Global Climate Talks Face Hurdles After G-20 Nations Struggle to Find Common Ground

Global Climate Talks Face Hurdles After G-20 Nations Struggle to Find Common Ground

World’s leading economies express aspiration of limiting global warming to 1.5 degrees Celsius, but don’t find consensus on how to do it

The world’s leading economies made no major progress on Sunday over how to cut greenhouse gas emissions, showing how difficult it will be to achieve a breakthrough at United Nations climate talks in Glasgow over the next two weeks.

During a two-day summit in Rome, leaders of the Group of 20 major economies, which includes the U.S., India and China, struggled to find a consensus on how best to adhere to the 2015 Paris climate agreement. The agreement aims to achieve net zero emissions by midcentury, meaning that enough greenhouse gases are removed from the atmosphere to match any new emissions.

Leaders agreed to stop financing new coal-fired power plants overseas but otherwise hammered out few specifics on how to limit a rise in global temperatures or a timeline for doing so.

The G-20 economies account for around 75% of global emissions. Their summit in Rome comes ahead of U.N. climate negotiations known as COP26 in Glasgow that began Sunday evening and last for two weeks.

“I leave Rome with my hopes unfulfilled—but at least they are not buried,” U.N. Secretary-General António Guterres said on Sunday.

President Biden in his closing news conference touted the G-20’s efforts to address climate change but singled out Russia, China and Saudi Arabia as standing in the way of a stronger statement on the issue.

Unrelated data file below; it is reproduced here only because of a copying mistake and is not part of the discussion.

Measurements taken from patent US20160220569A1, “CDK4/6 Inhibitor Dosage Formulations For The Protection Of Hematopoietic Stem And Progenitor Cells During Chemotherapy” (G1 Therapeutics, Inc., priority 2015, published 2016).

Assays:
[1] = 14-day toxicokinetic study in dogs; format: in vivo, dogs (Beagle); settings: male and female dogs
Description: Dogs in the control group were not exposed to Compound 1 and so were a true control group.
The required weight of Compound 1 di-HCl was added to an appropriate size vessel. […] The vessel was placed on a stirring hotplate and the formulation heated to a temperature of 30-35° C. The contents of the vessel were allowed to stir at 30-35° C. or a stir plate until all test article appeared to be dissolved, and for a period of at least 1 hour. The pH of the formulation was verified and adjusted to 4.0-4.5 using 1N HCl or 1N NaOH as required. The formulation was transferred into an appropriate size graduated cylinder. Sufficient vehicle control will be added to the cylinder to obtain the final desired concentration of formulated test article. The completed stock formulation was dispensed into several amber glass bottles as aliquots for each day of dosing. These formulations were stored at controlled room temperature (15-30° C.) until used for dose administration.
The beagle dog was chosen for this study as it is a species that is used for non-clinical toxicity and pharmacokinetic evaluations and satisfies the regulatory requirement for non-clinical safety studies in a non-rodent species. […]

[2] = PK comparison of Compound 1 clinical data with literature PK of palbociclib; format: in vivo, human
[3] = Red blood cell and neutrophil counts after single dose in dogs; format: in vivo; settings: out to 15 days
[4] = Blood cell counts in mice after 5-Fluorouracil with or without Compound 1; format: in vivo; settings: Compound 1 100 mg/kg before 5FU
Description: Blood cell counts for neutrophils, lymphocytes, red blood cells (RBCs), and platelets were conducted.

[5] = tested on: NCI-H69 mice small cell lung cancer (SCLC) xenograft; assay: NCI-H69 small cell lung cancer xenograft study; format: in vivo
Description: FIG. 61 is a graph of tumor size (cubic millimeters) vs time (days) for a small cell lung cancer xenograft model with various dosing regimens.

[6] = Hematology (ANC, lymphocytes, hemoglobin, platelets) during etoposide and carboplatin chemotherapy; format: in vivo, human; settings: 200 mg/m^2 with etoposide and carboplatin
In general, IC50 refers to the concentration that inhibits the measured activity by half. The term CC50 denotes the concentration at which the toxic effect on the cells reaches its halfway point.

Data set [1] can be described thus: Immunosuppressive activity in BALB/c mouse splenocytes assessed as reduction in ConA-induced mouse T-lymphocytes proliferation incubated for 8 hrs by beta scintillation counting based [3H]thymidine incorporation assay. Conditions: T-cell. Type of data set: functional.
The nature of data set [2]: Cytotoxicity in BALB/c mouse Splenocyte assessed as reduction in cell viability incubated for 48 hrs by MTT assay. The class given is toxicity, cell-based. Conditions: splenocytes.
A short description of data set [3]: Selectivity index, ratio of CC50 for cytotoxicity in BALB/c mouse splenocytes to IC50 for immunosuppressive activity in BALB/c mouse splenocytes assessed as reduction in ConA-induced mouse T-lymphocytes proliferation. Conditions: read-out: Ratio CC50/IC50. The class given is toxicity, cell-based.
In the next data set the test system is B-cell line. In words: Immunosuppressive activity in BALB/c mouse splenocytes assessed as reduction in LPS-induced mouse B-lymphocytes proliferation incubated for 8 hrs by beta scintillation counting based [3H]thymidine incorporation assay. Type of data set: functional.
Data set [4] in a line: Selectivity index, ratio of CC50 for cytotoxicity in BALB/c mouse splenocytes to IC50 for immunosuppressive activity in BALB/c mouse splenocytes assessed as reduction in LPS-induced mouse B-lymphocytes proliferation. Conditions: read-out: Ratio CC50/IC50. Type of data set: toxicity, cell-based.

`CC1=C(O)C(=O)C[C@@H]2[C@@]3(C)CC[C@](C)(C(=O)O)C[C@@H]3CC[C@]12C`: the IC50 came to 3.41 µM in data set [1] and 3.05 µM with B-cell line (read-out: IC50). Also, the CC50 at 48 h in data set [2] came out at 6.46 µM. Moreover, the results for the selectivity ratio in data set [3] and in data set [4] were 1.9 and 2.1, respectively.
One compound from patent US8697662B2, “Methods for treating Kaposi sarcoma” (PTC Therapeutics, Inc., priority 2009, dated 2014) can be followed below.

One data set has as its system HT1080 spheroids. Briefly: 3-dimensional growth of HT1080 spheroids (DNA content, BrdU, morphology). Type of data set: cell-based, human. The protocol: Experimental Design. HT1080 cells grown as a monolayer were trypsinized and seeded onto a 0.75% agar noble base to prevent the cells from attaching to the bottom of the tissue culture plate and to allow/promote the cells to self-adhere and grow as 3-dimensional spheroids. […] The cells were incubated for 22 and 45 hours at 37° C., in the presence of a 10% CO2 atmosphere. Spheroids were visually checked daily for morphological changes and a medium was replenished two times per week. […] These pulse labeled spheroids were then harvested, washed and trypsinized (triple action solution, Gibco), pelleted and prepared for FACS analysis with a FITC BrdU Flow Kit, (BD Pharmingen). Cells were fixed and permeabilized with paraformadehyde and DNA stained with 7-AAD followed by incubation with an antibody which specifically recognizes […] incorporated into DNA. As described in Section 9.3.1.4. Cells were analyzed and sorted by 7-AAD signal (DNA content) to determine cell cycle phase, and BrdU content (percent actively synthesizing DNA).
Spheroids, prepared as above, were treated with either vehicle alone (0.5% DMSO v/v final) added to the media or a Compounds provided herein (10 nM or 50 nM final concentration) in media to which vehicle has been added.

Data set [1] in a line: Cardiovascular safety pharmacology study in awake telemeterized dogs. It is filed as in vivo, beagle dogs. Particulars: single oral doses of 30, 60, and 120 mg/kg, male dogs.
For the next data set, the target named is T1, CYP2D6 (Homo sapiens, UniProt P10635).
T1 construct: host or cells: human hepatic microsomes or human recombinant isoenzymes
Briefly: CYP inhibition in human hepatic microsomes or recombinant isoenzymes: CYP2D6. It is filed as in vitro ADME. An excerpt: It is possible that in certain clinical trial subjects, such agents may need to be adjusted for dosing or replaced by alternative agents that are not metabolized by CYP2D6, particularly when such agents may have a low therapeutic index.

“I think you’re going to see we made significant progress and more has to be done, but it’s going to require us to continue to focus on what China’s not doing, what Russia’s not doing and what Saudi Arabia is not doing,” Mr. Biden said.

The standoff leaves the world’s biggest economies with a daunting task going into the negotiations. They must come to an agreement over how developed and developing nations are going to divide the burden of limiting emissions in the coming decades to achieve the climate targets of the Paris accord.

The U.S. and Europe are pushing China, India and other big developing economies to commit to earlier emissions reductions. Developing countries counter that wealthy nations should do more and are demanding a big increase in financial support from the developed world.

The G-20 includes some of the world’s biggest polluters and fossil-fuel producers, and countries with disparate levels of economic development, making forging consensus difficult. The Rome summit’s final communiqué included no new commitments to phase out coal use domestically or fossil-fuel subsidies. The U.K. government, which is hosting COP26, has said it wants to use the U.N. summit to “consign

G-20 leaders agreed to halt public financing of new coal-fired power plants overseas, albeit only plants that aren’t outfitted with technology to capture and store carbon dioxide emissions. The G-20 nations also for the first time pledged “to reduce G-20 methane emissions significantly,” the communiqué said.

“These commitments, as welcome as they are, are drops in a rapidly warming ocean,” said U.K. Prime Minister Boris Johnson. “We have had a reasonable G-20 but there is a huge way yet to go.”

The G-20 communiqué reaffirmed leading economies’ commitment to the 2015 Paris agreement, which aims to limit the rise in average world temperatures to well below 2, preferably to 1.5 degrees Celsius compared with preindustrial levels.